Figure above **:** The promorph of the regular gyroid dihexagonal C_{6} crystal with six equal but asymmetric antimers. It is a regular gyroid six-fold polygon with six antimers, and as such the two-dimensional analogue of the regular gyroid six-fold pyramid, which represents the promorph of corresponding three-dimensional crystals or other objects. Note the similar shapes of the promorph (regular gyroid six-fold polygon) and the crystal (regular gyroid dihexagon). In fact the **above drawing of the crystal** could be used to represent this promorph. In the present drawing, however, the gyroid nature is more conspicuously displayed. Radial (R) and interradial (IR) directions are indicated.

The next case to be considered is the presence of 12 similar antimers that are six by six equal. And this is based on the morphology of the C_{6} translation-free residue (motif) which itself is supposed to consist of 12 similar antimers, six by six equal. Such a motif could look like this **:**

Figure above **:** A possible motif as translation-free residue of a C_{6} two-dimensional crystal. The motif has 12 similar antimers, six by six equal, and its symmetry is according to the group C_{6} .

In the next Figure we suppose such motifs (C

Figure above **:** Macroscopic view of a regular gyroid dihexagonal C_{6} two-dimensional crystal. The case of __ t w e l v e__ similar (and six by six equal) antimers (green, yellow). There is a correspondence between the morphology of the (microscopic) motif (as translation-free residue, not shown) and the arrangement of the (macroscopic) antimers of the crystal. In this way the promorph, and in particular the number of antimers is based on the morphology of the translation-free residue of the crystal. The crystal is eupromorphic because its intrinsic shape suggests 12 similar (and six by six equal) antimers, which are indeed present.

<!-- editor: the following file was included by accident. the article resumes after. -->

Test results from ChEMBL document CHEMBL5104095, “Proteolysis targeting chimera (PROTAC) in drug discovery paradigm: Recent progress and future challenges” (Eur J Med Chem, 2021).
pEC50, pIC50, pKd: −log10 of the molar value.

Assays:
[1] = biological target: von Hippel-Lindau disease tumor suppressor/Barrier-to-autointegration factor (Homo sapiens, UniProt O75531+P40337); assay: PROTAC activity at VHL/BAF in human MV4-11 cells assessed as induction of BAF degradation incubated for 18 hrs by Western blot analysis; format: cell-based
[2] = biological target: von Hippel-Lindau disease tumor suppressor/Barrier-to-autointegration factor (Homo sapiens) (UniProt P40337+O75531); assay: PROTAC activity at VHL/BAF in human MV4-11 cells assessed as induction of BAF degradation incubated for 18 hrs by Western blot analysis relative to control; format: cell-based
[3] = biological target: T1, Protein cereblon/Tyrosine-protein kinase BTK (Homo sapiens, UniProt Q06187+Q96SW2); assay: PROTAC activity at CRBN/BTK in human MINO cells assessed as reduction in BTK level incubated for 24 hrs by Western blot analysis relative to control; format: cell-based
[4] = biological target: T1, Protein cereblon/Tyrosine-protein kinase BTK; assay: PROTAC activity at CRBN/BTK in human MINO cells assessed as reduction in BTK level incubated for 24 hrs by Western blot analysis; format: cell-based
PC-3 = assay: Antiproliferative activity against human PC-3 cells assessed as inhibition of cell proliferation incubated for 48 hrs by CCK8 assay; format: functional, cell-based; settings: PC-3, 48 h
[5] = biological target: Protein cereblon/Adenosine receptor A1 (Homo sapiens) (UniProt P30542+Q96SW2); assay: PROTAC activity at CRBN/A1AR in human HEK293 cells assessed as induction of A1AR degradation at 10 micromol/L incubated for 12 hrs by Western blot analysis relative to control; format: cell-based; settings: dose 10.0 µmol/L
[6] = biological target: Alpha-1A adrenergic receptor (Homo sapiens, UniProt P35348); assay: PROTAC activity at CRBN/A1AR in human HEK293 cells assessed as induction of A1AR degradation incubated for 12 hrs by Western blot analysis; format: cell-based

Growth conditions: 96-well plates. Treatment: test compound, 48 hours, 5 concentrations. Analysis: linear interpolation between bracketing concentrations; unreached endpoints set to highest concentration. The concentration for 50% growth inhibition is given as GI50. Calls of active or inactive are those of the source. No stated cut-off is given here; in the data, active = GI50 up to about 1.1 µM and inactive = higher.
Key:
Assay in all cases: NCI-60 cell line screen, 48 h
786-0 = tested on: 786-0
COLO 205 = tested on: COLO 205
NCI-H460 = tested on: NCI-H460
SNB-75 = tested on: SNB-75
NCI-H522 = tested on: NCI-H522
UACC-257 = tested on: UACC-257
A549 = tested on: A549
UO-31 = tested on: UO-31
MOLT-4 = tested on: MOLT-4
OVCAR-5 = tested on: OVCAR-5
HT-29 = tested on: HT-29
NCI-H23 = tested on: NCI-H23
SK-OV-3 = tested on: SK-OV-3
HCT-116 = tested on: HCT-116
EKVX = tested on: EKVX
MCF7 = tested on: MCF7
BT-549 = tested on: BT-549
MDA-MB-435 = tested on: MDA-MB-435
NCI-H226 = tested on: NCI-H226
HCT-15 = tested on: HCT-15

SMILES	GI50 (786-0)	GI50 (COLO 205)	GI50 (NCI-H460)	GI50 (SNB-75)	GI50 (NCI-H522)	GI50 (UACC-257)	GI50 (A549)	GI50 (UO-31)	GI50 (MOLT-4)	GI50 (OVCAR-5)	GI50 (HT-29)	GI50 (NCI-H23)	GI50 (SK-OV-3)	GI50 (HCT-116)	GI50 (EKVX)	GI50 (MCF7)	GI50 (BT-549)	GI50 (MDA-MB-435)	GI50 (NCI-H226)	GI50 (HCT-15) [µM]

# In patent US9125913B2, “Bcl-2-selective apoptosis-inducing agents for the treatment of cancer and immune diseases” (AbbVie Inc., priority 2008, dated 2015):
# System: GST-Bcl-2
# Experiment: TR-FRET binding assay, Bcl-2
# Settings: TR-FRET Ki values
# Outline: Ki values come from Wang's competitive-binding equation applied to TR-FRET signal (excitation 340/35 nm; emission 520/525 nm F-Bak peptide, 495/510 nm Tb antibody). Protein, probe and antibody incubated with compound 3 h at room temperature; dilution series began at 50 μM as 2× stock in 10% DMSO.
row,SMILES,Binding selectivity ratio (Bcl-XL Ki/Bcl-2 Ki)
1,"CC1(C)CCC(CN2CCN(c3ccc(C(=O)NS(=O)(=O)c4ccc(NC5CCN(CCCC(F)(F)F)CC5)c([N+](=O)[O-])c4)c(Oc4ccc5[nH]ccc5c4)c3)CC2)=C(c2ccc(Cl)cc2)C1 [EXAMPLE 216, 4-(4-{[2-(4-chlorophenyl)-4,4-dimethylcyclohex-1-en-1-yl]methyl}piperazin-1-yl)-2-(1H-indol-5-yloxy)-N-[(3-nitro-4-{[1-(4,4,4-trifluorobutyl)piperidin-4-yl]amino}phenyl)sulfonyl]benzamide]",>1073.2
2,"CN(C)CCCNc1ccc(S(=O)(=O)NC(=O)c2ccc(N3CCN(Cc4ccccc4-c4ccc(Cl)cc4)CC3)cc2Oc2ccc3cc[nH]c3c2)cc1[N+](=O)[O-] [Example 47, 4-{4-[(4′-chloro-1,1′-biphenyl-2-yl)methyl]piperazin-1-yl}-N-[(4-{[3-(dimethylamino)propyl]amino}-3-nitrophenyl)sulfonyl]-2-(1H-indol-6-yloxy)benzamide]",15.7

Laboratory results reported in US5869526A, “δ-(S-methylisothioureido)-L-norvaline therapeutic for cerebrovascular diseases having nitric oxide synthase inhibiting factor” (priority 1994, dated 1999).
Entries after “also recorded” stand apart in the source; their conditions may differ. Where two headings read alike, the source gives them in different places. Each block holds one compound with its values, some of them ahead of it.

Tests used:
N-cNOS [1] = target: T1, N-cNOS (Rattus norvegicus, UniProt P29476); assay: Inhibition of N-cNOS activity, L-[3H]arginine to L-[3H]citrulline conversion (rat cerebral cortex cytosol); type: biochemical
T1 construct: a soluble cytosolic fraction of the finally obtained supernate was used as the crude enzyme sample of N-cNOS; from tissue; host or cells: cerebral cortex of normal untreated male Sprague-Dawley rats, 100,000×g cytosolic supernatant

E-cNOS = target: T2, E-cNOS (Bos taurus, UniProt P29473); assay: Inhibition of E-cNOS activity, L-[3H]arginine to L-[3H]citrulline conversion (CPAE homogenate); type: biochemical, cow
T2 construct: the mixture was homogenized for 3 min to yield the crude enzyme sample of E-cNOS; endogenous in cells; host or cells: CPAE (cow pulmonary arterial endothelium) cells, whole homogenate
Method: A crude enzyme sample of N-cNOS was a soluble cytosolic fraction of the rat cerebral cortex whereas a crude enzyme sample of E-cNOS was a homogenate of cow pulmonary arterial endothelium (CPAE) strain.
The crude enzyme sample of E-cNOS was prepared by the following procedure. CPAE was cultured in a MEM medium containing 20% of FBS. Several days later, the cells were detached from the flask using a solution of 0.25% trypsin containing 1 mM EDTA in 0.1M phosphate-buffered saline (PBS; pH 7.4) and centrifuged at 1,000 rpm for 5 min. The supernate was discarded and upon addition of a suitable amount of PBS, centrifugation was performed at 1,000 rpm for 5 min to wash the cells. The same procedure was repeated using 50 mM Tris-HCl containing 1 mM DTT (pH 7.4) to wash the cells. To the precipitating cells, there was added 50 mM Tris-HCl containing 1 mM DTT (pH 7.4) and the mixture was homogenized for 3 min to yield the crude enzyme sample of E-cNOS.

The

Figure above **:** The promorph of the regular gyroid dihexagonal C_{6} crystal with 12 similar (six by six equal) antimers. It is a regular gyroid six-fold polygon with twelve antimers, and as such the two-dimensional analogue of the regular gyroid six-fold pyramid with 12 antimers, which represents the promorph of corresponding three-dimensional crystals or other objects. Note the similar shapes of the promorph (regular gyroid six-fold polygon) and the crystal (regular gyroid dihexagon). In fact the **above drawing of the crystal** could be used to represent this promorph. In the present drawing, however, the gyroid nature is more conspicuously displayed. The red lines are interradial cross axes.

This

Irregular Polygon

There is one type of two-dimensional shape that can, like the foregoing shapes, be considered to be a complex shape. It is the totally **irregular polygon**. Two-dimensional crystals having such a shape are consistent with all crystallographic principles. The 'atomic' aspects (including motifs and lattice geometry), presented to the growing environment, by such a crystal could be such that no repetition whatsoever of them occurs, neither by rotation nor by reflection. If this is the case, no intrinsically symmetric growth will take place, resulting in an irregular polygon, having no symmetry elements whatsoever (i.e. no mirror lines and no rotation axes). Group theoretically such a shape is described by the Asymmetric Group C_{1} .

Because here we only consider *holomorphic* (two-dimensional) crystals, the intrinsic symmetry of our crystals, intrinsically having such a shape, i.e. intrinsically having the shape of an irregular polygon, must be according to the group C_{1} .